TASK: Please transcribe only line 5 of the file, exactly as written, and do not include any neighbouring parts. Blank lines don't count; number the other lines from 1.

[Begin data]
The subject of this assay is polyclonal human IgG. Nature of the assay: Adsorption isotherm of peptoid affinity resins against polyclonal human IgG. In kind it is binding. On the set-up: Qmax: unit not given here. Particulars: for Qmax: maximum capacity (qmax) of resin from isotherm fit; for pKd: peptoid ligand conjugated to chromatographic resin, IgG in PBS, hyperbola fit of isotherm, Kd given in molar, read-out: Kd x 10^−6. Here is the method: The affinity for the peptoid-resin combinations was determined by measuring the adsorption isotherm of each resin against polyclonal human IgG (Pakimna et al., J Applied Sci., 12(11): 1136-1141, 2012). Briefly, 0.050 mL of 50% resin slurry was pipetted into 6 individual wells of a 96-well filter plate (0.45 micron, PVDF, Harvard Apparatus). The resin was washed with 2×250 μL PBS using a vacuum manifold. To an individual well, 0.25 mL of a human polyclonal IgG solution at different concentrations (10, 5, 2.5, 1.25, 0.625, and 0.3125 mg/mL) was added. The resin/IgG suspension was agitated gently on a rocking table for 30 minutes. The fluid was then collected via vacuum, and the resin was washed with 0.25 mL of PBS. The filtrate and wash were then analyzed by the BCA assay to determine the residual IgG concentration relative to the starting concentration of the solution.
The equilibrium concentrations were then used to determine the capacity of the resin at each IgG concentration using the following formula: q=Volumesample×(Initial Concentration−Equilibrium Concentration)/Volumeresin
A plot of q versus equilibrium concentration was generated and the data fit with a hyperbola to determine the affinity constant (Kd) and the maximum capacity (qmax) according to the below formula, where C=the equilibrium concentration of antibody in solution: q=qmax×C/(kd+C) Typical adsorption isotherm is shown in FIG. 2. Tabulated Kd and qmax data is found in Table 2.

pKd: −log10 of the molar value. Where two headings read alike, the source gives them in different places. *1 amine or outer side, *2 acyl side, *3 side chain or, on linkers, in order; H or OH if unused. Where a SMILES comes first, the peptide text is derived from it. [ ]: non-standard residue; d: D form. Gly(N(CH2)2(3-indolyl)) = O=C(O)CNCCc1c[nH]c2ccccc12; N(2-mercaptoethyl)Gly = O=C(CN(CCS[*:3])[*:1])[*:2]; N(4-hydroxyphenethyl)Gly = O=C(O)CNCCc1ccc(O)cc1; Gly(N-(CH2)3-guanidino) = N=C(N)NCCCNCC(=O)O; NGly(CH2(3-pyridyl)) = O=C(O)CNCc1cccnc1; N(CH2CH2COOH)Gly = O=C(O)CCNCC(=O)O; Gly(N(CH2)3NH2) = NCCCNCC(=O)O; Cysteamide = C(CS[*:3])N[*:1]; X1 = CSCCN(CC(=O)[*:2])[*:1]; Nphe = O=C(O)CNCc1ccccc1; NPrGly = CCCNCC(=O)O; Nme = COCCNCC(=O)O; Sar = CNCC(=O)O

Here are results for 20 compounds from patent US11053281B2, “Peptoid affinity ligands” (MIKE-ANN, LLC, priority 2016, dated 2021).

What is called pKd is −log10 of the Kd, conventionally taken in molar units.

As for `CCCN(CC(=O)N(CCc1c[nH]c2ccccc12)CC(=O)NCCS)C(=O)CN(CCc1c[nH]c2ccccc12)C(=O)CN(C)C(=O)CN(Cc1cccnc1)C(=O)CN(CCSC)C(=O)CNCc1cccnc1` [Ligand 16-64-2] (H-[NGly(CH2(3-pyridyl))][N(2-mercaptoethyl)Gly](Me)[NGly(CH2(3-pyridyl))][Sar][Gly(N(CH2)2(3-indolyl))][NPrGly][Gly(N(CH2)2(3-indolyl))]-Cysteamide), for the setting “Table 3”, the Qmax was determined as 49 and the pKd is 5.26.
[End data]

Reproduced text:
Here are results for 20 compounds from patent US11053281B2, “Peptoid affinity ligands” (MIKE-ANN, LLC, priority 2016, dated 2021).